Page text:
On Friday, October 30, 2015, Brett Walker, BC Law ’13 and a member of the West Point Class of 2004 (pictured above right), was promoted to the rank of Major in the US Army. The ceremony was held in the courtroom of another BC Law alum, Eleanor C. Sinnott ’89 of the Boston Municipal Court, who had volunteered to host it.
The ceremony itself wasn’t unusual, but the audience in attendance was: a group of military veterans that Walker is paid to prosecute.
The Boston Globe recently profiled Walker’s role as lead prosecutor in a remarkable Suffolk County program intended to serve as a special court for veterans accused of crimes. The program takes into consideration the unique pressures and post-traumatic stress suffered by members of the military who have seen active duty. The goal is to keep them out of jail by providing a strict monitoring and social services approach to rehabilitation.
Before his promotion, Walker was serving as an infantry officer in an International Affairs position for the Massachusetts National Guard. This was in addition to his “civilian” position as Assistant District Attorney in the Suffolk County District Attorney’s Office. Walker is also a contributing author to the recently published The Strong Gray Line: War-time Reflections from the West Point Class of 2004 (Rowman & Littlefield). The book includes a tribute to each of the fourteen classmates who lost their lives fighting the Global War on Terror, as well as thirteen personal essays that detail some of the most brutal fighting in Iraq and Afghanistan. Walker’s chapter, “…And the Party Never Ends,” is a tribute to his classmate and good friend Benjamin Britt.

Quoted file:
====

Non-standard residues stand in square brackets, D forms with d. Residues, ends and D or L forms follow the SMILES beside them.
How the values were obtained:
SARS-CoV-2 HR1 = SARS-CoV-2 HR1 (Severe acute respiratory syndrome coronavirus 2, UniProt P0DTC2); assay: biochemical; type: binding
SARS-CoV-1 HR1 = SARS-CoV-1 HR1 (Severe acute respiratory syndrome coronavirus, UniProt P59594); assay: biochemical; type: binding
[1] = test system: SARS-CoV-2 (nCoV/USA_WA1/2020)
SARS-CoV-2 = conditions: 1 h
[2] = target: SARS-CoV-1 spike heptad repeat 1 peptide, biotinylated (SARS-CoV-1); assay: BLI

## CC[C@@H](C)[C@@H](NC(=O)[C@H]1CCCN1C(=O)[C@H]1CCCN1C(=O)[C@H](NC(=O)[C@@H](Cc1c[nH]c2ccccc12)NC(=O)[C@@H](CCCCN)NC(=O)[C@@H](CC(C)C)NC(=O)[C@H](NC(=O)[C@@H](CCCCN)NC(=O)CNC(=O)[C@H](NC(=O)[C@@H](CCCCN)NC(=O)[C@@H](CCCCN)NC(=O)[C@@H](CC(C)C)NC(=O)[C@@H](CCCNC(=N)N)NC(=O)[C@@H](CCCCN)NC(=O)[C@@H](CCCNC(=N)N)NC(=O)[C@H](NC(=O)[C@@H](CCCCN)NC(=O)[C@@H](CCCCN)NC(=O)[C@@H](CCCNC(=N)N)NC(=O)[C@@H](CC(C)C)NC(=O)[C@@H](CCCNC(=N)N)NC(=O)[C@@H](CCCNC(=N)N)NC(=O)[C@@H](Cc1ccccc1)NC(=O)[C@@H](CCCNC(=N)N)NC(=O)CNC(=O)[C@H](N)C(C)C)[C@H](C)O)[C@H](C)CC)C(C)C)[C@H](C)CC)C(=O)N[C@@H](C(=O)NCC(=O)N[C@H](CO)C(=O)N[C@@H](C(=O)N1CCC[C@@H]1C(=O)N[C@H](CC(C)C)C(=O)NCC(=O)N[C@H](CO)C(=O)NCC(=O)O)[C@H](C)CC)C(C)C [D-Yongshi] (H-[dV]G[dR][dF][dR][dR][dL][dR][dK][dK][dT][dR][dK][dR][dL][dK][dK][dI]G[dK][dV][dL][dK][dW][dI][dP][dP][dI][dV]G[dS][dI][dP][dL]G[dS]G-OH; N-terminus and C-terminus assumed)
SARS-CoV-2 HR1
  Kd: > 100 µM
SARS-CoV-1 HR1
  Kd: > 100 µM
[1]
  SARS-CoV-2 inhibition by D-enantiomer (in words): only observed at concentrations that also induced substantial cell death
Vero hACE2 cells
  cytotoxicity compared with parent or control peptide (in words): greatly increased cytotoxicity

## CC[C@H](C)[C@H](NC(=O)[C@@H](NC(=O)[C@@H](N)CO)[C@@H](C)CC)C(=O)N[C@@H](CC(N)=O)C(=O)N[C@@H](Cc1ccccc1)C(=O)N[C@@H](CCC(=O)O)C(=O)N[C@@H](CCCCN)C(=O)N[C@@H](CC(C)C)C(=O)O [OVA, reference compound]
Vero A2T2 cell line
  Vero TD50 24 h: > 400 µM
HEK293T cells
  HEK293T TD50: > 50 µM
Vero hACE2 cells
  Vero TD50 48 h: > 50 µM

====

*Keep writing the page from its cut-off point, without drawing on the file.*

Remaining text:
The authors plan to donate all proceeds they receive from the book to charities chosen by the families of the fallen classmates.
To read the full Globe profile on Walker and the court for veterans, see “Prosecutor draws on military service to help soldiers in trouble with the law.”